Monday, September 29, 2008


"Worst Crisis Since '30s, With No End Yet in Sight" - The Wall Street Journal

As the Pillars of the American Financial Empire crumble, politicians promise salvation but end up in childish bickering and finger pointing which sends Wall Street plunging and Main Street panicking about the future. Joe Saluzzi, co-manager of trading at Themis Trading in Chatham, N.J., told Reuters today, "There's a monster amount of fear out there. This is global contagion." Henry Herrmann, CEO of mutual fund company Waddell & Reed, told Bloomberg News that if Congress doesn't come up with a plan, and soon, “the damage is unimaginable!"

Everyone, including the two men battling for President, blames the greed and excess of corporate America; and people rightfully begin to ask: “How was this allowed to happen?” Historically, in times of crisis, when crime runs rampant and order turns to chaos, the most often asked question is: “Where were the police?” It's a good question. One which I will try to answer in the next few blogs.


I was litigating cases in Southern California at the time of 1992 riots after the Rodney King verdict, and as much of South Central L.A. burned, and people died, the cry went out again, “where are the police?”

As Jews around the world celebrate Rosh Hashanah, I am reminded of a law enforcement course I took at the Holocaust Museum in Washington D.C. entitled “Where Were the Police? Lessons Learned from the Holocaust.”

While we go about trying to find a solution to the current crisis and ensure it doesn't happen again, it behooves us to ask what happened, and what role did law breakers have in it? The next obvious question then is, "where were the law enforcement and regulatory agencies as bad actors were quietly but devastatingly undermining America's financial pillars?"
As the Chief Law Enforcement Official in the State of Utah, I can tell you that when it comes to enforcing financial laws from antitrust to mortgage fraud and all manner of corporate white collar crime, My AG colleagues around the country and I(of course, guided and supported by our very capable staff attorneys and investigators) have been on the job, suing CEOs of major corporations, Wall Street big wigs and sub prime mortgage giants, and prosecuting financial crimes by Fortune 500 companies.

I have lectured around the country to corporate executives and their in-house lawyers on the power and authority of state attorneys general in policing corporate greed and excess. My lecture is consistent and forthright. I believe strongly in the greatness of a free market economy which best protects the consumers of America by igniting competition, encouraging innovation and ensuring the development of products and services which better our lives at prices we can best afford. In a 2004 satirical piece called “In Defense of Excess,” Times columnist Michael Kinsley, explained it this way:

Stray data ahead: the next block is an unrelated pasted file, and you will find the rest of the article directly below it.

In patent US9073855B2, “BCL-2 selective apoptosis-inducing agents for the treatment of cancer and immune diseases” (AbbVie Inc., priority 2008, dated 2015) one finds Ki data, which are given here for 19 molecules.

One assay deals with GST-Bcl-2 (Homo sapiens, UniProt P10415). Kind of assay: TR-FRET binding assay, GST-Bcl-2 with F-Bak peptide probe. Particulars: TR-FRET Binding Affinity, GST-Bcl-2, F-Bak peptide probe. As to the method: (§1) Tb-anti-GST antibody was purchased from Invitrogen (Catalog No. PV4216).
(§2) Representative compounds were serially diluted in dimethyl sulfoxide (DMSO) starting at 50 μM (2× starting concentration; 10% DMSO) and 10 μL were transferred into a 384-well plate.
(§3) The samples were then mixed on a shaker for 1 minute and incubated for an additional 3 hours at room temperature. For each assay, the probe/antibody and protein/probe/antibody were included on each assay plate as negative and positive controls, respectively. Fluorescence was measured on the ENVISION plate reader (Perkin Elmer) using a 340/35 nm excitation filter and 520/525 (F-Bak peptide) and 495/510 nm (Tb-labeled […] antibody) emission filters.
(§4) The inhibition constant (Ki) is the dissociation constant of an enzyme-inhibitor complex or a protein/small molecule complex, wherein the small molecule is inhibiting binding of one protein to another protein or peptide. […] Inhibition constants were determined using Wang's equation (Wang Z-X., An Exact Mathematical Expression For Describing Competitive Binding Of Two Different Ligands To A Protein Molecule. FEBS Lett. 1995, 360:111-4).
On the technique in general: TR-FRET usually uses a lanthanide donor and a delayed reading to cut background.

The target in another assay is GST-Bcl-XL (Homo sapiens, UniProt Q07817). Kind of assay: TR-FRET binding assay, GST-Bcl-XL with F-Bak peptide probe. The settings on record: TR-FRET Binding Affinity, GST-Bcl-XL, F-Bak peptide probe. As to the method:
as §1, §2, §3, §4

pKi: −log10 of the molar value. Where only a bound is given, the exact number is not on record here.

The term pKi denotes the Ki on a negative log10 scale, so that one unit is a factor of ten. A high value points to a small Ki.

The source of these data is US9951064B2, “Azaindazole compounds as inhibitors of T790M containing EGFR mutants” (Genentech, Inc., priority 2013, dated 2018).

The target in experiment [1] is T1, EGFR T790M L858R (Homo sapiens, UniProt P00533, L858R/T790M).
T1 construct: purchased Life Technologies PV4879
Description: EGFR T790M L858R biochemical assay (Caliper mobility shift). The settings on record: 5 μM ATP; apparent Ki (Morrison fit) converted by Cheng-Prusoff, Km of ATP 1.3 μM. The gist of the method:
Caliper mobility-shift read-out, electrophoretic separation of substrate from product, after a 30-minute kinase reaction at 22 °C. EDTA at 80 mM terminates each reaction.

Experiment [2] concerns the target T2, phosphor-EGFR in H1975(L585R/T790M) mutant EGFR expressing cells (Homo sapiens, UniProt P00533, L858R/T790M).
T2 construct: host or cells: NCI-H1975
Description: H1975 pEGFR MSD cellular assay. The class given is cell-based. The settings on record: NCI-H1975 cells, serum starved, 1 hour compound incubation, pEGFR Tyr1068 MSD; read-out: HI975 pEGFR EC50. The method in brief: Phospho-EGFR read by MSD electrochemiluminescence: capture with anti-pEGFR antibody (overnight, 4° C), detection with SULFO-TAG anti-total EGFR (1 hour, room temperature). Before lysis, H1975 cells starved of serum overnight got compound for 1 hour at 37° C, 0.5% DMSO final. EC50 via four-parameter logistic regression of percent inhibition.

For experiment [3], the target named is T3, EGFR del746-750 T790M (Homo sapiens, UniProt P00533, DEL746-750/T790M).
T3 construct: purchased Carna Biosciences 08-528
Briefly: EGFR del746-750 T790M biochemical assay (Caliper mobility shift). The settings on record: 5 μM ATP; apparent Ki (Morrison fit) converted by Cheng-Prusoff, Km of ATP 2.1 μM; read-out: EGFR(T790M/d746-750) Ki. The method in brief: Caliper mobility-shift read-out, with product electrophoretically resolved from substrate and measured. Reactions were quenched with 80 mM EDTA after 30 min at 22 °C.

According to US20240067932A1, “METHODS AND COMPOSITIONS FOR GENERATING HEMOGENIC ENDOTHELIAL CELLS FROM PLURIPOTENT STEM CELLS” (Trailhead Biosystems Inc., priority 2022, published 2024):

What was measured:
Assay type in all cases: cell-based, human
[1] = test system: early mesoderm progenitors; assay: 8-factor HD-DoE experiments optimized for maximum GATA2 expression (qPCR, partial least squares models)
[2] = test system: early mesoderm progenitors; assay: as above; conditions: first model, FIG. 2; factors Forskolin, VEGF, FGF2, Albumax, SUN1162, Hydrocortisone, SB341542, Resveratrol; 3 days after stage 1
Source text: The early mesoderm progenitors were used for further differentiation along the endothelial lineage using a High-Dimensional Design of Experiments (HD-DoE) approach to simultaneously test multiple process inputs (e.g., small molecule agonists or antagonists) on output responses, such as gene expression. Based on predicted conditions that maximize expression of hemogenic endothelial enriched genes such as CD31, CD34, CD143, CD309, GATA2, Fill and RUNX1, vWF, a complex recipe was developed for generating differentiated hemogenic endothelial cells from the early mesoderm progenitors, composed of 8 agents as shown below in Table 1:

“The magic of capitalism, as explained by Adam Smith and his followers, is that it channels individual greed into activities that benefit all of us.”Greed is good," declared Michael Douglas, playing a corrupt financier in the movie Wall Street. More accurately, greed is inevitable. It is part of the human condition. And in moderation, economists argue and history demonstrates, greed is no bad thing. Free-market economies could not function if we were all Mother Teresa.”

But I have also consistently warned that where the human capacity for greed is left unchecked, unfortunately, there are those who will cheat and lie and steal and circumvent the rules and break the law and that is where the Rule of Law and Law Enforcers like myself must, and will, step in to protect consumers and hold law breakers accountable; thereby leveling the playing field for those in the majority who obey the rules and are often put at a competitive disadvantage by the “greedheads” and crooks like Ken Lay and Jeffrey Skilling of Enron, Dennis Kozlowski of Tyco, Bernie Ebbers and Scott Sullivan of WorldCom and John and Timothy Rigas, the father and son who bankrupted Adelphia Communications.

In August of 2002, The Wall Street Journal recognized me as one of six "tough guy" attorneys general who were “gaining clout and influence beyond state borders.” The article concluded that the six "united crime busters" are helping shape national policies by winning cases and "chasing bad guys."

Stay tuned for Part II...

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